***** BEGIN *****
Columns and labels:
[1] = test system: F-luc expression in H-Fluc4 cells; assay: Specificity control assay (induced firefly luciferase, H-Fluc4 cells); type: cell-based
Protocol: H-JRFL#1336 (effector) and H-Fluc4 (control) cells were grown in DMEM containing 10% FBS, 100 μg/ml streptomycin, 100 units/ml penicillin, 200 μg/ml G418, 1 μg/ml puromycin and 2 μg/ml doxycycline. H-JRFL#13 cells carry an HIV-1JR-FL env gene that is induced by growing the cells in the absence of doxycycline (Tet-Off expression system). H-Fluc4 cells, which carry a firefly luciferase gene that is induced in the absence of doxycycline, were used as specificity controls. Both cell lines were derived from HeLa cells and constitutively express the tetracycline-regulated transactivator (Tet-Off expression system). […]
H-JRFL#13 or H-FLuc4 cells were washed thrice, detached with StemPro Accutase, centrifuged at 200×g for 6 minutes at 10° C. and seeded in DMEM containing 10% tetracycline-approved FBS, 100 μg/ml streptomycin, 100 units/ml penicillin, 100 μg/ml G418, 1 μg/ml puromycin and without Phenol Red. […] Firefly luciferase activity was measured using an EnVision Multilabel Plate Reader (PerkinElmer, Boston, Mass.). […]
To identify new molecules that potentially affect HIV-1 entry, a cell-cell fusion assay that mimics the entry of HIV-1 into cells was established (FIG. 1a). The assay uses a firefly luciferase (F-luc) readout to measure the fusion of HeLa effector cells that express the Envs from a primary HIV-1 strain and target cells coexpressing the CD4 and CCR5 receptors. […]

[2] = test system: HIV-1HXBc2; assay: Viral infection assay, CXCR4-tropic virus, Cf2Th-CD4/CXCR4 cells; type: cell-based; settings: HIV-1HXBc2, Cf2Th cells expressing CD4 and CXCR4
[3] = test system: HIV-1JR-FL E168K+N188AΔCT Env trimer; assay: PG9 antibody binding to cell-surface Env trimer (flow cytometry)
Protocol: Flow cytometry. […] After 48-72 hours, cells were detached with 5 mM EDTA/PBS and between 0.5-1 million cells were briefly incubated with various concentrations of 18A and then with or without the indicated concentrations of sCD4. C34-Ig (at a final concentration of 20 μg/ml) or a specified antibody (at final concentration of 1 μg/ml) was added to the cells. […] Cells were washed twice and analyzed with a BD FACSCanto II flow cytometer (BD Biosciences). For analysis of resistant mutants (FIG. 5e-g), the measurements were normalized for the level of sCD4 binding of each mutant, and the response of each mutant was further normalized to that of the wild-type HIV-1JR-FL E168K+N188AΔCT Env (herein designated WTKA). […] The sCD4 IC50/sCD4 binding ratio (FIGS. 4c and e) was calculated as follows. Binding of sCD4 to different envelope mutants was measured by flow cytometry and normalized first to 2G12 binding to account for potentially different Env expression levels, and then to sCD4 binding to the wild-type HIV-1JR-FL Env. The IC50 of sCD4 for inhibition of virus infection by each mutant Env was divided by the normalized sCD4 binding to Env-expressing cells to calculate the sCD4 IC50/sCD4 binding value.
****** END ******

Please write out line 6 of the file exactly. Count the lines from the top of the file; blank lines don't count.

[2] = test system: HIV-1HXBc2; assay: Viral infection assay, CXCR4-tropic virus, Cf2Th-CD4/CXCR4 cells; type: cell-based; settings: HIV-1HXBc2, Cf2Th cells expressing CD4 and CXCR4